The best way to get a sense of the cuisine at Little Bull is by getting to know the soon-opening Durham restaurant’s owner, Oscar Diaz, who most concisely describes his amorphous menu as “a melting pot of the flavors in my lexicon.”
“I think sometimes everyone’s so focused on ‘going back to authenticity’ that there’s almost no room for this growth, you know—for this organic thing that’s happening, to happen,” says Diaz, who will open Little Bull in two months in the Mangum Street space formerly occupied by Jetplane Coffee.
“Everyone’s like, ‘no, no, we want that authentic, made-by-your-grandma Mexican food.’ I’m like, I’m not my grandma.”
Born and raised in Chicago’s Logan Square to Mexican immigrant parents, Diaz was introduced to a dozen of the city’s culinary subcultures at a young age. It wasn’t until he was a teenager at military school in Indiana, though, that he “realized food was a big deal,” largely because the local fare was so drab he had to carry around a bottle of hot sauce from home.
After college, Diaz enrolled in culinary school and got a job at the now-closed Alizé—a Michelin-starred French restaurant in Las Vegas that he says soon gave him “the confidence to drop out of culinary school because now I was learning and being paid to learn, versus, you know, me paying.”
He went on to work at another acclaimed, now-closed institution, Walt Disney Concert Hall, but ultimately felt pulled away by a need for self exploration and expression.
“You got all these people doing French food, you got people doing molecular gastronomy,” Diaz says of the Michelin arena. “I just had these moments where I would sit up and be like, what is my identity?”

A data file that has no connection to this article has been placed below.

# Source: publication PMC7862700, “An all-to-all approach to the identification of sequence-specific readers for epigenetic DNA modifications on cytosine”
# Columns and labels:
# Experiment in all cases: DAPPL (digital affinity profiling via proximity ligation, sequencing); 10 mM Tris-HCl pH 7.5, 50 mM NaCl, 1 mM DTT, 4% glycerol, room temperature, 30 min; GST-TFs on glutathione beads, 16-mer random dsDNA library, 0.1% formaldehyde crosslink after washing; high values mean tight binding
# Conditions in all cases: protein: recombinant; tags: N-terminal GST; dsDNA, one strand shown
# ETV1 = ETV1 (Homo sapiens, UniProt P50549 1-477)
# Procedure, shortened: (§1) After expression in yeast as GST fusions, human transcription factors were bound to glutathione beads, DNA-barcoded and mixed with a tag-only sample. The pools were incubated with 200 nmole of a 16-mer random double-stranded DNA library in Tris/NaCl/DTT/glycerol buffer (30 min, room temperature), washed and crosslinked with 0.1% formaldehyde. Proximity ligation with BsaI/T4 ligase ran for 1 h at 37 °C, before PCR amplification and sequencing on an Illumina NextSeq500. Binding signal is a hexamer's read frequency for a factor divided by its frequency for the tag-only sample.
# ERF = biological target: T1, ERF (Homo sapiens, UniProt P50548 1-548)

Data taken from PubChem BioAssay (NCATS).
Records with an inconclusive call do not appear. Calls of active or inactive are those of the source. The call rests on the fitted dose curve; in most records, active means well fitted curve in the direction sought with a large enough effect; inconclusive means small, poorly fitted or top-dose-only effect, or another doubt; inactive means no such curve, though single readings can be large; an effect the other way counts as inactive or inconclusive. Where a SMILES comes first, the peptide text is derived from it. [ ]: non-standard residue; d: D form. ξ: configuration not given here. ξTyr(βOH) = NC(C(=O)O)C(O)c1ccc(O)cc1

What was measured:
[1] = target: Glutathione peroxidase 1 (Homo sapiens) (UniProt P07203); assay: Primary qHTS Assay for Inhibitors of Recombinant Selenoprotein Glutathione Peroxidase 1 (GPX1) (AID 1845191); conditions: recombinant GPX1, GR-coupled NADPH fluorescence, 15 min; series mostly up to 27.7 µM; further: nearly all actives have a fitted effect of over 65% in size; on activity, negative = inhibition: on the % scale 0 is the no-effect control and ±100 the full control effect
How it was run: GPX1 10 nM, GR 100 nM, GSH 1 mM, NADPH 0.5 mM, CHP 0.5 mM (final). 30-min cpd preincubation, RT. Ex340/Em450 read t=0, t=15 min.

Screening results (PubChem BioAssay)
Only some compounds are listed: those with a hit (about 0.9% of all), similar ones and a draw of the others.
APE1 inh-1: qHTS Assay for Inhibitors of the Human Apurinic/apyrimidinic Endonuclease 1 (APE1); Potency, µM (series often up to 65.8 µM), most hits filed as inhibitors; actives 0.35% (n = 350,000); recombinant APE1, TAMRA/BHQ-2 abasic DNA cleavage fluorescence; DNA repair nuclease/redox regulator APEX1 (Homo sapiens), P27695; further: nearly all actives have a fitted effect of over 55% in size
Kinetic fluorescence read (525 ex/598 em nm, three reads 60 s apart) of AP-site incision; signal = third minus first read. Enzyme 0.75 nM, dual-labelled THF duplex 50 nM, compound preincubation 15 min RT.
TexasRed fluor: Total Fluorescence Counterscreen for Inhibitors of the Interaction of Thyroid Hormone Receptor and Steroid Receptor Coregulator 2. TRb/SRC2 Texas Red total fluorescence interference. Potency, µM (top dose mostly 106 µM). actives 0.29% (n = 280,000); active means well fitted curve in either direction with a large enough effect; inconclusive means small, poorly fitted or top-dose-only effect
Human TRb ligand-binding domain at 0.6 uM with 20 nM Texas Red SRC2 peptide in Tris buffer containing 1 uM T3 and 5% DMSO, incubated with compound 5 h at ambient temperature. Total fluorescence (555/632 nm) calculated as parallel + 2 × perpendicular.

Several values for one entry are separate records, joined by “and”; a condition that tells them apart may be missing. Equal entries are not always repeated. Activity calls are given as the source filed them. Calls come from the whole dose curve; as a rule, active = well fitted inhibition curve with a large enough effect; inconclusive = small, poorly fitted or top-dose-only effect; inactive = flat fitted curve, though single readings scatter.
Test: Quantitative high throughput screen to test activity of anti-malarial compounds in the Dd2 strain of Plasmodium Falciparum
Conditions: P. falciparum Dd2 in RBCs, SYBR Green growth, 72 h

He landed in Raleigh, joining forces with the Ibarra family to open Jose and Sons and later launching Cortez Seafood + Cocktail, two restaurants that Diaz describes as being “a little bit not typical” and that illustrate “how food has become an identity for me.” While there, he also scored two James Beard Award semifinalist nods for Best Chef Southeast.
At Little Bull, Diaz says he’ll continue cooking through the spectrum of the cuisines he’s encountered throughout his life, though with even less of a genre or structure than his previous two restaurants. The menu, in a simple sense, will aim to conjure nostalgia from customers while also leaving space for new influences.
“This is part of the landscape of American food,” Diaz says. “And, you know, it may lean towards some form of ethnic stuff, but that is what I believe the food is. You just start learning flavor,” Diaz says. “There’s no passports with this. You don’t need a visa or anything—like, it’s all been here.”
The restaurant’s design is a bit more concrete: expect a moody “study vibe” with emerald green banker’s lamps, gold trimming, hip-hop inspired decor, and an outdoor patio.”
Diaz will share ownership of the restaurant with the Mezcalito Group Inc., which has a new outpost in Durham alongside other locations in Goldsboro, Clayton, Beaufort, and Henderson.
“There’s gonna be a live fire and cooking with wood,” Diaz says. “Think big plates, think muted colors—think homey.”
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